In these illustrations NASA produced from satellite data, the melt in Greenland on July 8 (at left) and July 12 are shown. According to NASA, "the areas classified as 'probable melt' (light pink) correspond to those sites where at least one satellite detected surface melting. The areas classified as 'melt' (dark pink) correspond to sites where two or three satellites detected surface melting."
Last week there were the pictures of an iceberg twice the size of Manhattan breaking off Greenland's Petermann Glacier.
Now there are NASA images showing that in four days earlier this month, "Greenland's surface ice cover melted over a larger area than at any time in more than 30 years of satellite observations."
The space agency adds that "nearly the entire ice cover of Greenland, from its thin, low-lying coastal edges to its two-mile-thick center, experienced some degree of melting at its surface, according to measurements from three independent satellites analyzed by NASA and university scientists." The changes happened from July 8 to July 12.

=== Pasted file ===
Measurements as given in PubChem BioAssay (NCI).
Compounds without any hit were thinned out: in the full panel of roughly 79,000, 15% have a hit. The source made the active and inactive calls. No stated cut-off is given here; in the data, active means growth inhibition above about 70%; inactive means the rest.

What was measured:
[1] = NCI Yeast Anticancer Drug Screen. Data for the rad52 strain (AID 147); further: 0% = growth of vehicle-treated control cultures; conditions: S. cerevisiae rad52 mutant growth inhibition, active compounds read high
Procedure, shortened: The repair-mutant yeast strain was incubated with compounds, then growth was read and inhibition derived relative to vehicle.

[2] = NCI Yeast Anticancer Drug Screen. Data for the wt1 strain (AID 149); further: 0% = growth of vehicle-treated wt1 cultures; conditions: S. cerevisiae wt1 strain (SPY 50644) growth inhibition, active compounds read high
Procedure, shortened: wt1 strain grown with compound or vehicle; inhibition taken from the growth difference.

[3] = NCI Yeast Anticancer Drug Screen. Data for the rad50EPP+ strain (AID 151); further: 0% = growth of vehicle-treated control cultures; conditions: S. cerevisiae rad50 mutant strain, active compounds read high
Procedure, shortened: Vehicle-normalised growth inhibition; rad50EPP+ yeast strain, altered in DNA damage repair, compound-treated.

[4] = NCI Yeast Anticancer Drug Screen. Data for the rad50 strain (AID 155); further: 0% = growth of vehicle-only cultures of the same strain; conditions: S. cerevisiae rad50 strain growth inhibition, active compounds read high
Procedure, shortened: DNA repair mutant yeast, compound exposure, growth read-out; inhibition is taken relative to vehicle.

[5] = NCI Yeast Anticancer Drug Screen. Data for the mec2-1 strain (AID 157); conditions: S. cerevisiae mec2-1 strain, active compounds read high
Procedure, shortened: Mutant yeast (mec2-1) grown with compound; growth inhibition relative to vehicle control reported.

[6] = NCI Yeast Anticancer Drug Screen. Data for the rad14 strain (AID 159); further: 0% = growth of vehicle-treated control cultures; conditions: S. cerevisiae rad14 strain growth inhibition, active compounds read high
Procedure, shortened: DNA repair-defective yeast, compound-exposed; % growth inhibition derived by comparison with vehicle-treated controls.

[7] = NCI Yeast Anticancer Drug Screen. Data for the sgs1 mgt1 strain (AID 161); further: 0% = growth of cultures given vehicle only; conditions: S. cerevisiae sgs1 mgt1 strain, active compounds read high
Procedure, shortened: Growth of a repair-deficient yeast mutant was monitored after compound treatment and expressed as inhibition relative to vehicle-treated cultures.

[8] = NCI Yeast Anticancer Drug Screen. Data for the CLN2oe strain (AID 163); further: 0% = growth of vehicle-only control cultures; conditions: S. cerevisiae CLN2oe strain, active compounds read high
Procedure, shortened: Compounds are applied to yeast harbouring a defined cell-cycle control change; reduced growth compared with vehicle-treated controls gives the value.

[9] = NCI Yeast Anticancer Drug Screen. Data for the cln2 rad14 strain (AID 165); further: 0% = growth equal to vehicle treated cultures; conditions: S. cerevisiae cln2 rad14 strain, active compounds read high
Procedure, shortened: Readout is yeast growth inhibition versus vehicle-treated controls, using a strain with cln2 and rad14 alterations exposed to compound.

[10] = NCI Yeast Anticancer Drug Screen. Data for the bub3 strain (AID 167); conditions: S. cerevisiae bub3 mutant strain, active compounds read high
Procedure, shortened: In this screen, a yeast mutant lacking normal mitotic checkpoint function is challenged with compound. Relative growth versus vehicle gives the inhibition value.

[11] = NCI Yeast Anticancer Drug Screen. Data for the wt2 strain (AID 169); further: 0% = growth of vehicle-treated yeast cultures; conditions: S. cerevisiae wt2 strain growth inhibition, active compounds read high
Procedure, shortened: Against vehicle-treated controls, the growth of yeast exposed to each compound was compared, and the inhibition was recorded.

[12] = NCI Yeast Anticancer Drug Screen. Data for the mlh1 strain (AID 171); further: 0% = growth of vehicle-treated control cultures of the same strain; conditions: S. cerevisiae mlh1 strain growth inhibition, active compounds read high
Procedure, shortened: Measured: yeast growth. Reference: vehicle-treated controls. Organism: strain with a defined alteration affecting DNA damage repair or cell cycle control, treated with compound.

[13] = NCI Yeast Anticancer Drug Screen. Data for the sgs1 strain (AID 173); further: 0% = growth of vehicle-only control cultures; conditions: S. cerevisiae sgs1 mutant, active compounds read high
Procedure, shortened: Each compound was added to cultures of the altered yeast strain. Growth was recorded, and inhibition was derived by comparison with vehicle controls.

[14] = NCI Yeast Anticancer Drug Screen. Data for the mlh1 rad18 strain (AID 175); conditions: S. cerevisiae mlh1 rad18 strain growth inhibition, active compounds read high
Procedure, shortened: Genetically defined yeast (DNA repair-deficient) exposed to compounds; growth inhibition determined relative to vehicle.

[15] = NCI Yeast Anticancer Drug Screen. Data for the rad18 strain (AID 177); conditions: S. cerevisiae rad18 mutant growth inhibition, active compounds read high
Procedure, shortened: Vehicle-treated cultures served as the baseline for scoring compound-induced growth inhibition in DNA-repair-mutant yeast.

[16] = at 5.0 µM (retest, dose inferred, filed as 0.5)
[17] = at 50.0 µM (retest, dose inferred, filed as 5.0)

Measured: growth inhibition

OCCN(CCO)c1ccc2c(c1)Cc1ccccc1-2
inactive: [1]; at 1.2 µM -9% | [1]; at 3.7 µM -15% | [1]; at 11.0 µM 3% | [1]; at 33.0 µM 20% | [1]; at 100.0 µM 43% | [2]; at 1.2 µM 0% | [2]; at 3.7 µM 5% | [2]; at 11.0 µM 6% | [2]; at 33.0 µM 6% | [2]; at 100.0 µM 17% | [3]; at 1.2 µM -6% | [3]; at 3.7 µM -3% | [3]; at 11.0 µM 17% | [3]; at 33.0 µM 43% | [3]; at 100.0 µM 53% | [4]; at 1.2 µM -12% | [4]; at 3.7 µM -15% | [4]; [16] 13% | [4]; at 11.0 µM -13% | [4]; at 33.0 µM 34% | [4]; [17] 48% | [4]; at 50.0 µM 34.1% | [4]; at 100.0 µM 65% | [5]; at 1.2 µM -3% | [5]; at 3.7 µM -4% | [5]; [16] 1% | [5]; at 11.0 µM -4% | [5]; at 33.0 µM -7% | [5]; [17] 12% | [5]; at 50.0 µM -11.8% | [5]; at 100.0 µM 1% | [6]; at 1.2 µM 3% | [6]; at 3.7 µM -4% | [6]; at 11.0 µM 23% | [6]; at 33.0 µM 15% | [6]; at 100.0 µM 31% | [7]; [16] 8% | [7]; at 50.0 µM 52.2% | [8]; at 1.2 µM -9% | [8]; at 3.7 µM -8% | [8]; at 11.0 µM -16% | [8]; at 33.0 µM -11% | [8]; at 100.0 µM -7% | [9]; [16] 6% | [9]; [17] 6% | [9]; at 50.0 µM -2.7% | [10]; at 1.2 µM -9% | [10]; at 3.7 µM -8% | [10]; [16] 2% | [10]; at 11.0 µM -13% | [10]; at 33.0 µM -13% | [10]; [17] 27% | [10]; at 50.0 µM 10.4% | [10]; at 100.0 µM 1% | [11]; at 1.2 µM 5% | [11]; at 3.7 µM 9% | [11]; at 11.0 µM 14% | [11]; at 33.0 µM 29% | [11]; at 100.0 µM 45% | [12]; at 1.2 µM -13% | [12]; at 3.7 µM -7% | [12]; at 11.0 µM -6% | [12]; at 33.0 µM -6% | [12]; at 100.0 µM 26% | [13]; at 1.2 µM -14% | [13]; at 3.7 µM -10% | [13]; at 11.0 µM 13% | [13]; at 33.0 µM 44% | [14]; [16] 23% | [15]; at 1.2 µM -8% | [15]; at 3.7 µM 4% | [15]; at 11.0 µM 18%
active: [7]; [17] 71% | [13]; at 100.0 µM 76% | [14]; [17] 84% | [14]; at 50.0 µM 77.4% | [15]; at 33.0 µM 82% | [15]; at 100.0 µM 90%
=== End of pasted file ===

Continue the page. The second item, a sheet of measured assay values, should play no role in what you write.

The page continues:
NASA says "this extreme melt event coincided with an unusually strong ridge of warm air, or a heat dome, over Greenland. The ridge was one of a series that has dominated Greenland's weather since the end of May."
Wired writes that "while no one event can be blamed on climate change, the melt is consistent with rising global temperatures." The Guardian says "the rapid melting over just four days was captured by three satellites. It has stunned and alarmed scientists, and deepened fears about the pace and future consequences of climate change."
According to NASA, "researchers have not yet determined whether this extensive melt event will affect the overall volume of ice loss this summer and contribute to sea level rise." In most years, much of the water from a summer ice melt "quickly refreezes in place ... [or] is retained by the ice sheet." Some though, NASA says, "is lost to the ocean."